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March 1981

Surgical Treatment of Gastroesophageal Reflux in Children-Reply

Am J Dis Child. 1981;135(3):289-290. doi:10.1001/archpedi.1981.02130270081036

In Reply.—Dr Newman raises some important questions regarding the diagnosis and treatment of GER.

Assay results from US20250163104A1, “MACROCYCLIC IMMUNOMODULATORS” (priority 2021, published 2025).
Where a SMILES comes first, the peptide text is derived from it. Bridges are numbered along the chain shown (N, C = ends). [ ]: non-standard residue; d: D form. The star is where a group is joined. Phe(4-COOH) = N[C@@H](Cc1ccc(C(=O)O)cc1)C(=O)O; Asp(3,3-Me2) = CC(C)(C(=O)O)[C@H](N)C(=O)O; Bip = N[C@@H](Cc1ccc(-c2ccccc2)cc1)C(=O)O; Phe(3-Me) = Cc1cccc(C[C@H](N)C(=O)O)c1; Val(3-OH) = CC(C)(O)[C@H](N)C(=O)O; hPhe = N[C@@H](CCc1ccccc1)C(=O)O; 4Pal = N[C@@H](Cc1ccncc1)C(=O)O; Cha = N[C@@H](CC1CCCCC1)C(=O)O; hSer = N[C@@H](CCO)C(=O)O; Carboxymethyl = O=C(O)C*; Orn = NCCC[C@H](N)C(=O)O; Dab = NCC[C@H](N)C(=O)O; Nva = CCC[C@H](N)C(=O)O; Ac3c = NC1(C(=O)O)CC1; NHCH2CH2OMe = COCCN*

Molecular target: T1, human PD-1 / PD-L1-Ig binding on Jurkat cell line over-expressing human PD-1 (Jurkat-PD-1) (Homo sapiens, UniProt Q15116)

It is of interest that thickened feedings delay gastric emptying in infants, which in theory may increase reflux. However, the fact is that thickened feedings decrease reflux. This has been noted empirically for 20 years, but also can be measured. In a recent study of 34 infants with GER who underwent a 24-hour pH probe monitoring,1 we showed that two thirds of these patients had significantly fewer episodes of reflux when feedings were thickened than when they were not. When nonthickened feedings were given to these same patients, episodes of reflux were 50% more frequent than when feedings were thickened. The same study also showed that the prone position was better than the use of the upright position in many patients. However, for most patients, positioning in the chair adequately controls reflux and is